New COVID-19 test numbers show that Italy is close to flattening the curve
The big reason that people around the planet are social distancing is to slow the spread of COVID-19 so that fewer people need to seek treatment and hospitals are not overrun. Epidemiologists call this practice "flattening the curve."
In Italy, the curve wasn't flattened fast enough and hospitals became overloaded with patients fighting the deadly virus. So patients went without having ICU beds and hospitals suffered from a lack of basic supplies.
Italy has seen the most COVID-19 deaths in the world with over 11,500.
Italy's healthcare workers have paid a tremendous price for their bravery during the crisis. Sixty-three have died because of the virus and there has been an average of 600 new infections among these workers every day.
However, there is good news coming out of Italy. On Monday, the Italian Civil Protection Department announced a clear slowdown in the number of infected people. The number has only grown 2% to reach 75,528.
"We are witnessing a slowdown [of the outbreak]," Fabrizio Pregliasco, a virologist from the University of Milan, said according to Newsweek. "It is not plateau yet, but it is a good sign."
The total number of those who have recovered from the virus had a sharp increase, reaching 14,620.
Although the outbreak hasn't peaked, Italian experts believe it's near.
The disease's progress may be slowing, but Italy is looking to extend its lockdown which was scheduled to lift on April 3. Reports show that it may be extended at least another two weeks.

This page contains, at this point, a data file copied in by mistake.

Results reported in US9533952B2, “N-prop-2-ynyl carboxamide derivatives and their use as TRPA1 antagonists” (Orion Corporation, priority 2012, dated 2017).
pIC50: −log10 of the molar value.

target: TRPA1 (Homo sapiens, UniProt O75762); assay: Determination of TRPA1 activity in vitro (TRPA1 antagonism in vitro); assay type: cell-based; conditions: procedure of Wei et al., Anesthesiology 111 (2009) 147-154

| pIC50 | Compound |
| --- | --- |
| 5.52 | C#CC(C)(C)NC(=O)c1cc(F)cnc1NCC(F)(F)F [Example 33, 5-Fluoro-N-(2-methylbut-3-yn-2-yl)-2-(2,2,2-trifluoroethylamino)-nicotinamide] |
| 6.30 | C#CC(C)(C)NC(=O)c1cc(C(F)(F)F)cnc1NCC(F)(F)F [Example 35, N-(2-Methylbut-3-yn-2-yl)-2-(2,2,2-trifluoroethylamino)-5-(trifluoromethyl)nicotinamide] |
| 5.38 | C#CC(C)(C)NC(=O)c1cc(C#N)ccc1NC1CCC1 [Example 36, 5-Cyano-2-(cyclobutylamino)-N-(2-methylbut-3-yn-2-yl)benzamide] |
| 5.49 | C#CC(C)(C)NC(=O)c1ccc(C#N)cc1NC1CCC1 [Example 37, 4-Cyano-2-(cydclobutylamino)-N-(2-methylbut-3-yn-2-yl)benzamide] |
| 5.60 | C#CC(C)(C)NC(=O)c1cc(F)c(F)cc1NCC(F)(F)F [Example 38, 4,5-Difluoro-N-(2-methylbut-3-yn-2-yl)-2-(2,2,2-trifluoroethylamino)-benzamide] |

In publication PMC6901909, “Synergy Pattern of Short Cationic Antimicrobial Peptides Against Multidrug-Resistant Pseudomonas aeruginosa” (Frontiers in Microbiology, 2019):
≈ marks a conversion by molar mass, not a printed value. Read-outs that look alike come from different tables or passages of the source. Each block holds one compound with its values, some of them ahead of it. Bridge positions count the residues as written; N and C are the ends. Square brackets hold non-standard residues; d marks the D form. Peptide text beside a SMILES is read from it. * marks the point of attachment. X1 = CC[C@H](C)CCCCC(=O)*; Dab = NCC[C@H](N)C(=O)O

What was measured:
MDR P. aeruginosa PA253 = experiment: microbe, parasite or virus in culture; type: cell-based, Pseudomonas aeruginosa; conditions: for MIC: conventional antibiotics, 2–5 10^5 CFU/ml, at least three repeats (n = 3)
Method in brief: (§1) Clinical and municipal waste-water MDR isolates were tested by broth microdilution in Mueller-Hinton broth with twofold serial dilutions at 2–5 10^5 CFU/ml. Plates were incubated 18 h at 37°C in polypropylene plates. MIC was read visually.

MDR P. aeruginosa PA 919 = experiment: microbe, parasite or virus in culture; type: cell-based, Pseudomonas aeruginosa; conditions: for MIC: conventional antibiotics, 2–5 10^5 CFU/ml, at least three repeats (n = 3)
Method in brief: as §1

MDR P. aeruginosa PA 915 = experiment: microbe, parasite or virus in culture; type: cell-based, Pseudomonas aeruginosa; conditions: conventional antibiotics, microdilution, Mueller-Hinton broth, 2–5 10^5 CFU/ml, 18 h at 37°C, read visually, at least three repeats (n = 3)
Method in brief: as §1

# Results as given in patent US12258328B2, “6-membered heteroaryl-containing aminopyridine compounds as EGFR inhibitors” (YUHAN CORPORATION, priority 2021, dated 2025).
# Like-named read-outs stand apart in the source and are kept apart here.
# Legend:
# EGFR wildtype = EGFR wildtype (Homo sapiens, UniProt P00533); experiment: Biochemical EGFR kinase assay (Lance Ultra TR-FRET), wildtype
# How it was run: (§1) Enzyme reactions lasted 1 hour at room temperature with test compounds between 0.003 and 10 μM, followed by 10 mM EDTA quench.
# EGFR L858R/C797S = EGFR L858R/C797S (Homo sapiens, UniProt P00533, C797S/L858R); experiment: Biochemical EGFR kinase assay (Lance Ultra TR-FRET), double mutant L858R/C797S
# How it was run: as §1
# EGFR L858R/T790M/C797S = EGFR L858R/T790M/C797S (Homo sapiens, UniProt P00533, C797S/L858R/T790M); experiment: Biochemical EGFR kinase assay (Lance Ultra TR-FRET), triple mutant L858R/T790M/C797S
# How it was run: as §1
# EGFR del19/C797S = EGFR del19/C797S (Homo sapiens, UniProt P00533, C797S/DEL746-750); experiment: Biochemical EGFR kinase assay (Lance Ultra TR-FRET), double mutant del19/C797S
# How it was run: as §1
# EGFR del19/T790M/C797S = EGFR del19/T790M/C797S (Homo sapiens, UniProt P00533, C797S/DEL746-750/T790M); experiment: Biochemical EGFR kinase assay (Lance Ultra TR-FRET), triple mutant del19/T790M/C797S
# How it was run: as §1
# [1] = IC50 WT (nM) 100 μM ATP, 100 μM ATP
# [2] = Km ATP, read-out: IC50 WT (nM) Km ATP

"The measures expiring on April 3 will inevitably be extended," regional affairs minister, Francesco Boccia, said according to Newsweek.
"I think that, at the moment, talking about re-opening is inappropriate and irresponsible," he added.
Italy appears to have the highest death rate on the planet from the disease. China had a similar number of infections but only a third of the deaths of Italy.
A big reason is that only the most severe cases are being treated because Italy's medical system has been completely overrun by the pandemic.
"We have a national healthcare system that works very well, especially in Lombardy -- but even our system has been hit by this," Dr. Massimo Galli, head of the infectious disease unit at Sacco Hospital in Milan, said according to CNN.
"Miracles have been done in multiplying the numbers of beds in hospitals," he continued. But medicine "has been lacking -- and this is a big problem that will be felt by other countries."
Another major factor is that Italy has the second oldest population on the planet behind Japan. The average age for Italians who have died after testing positive for the virus is 78.
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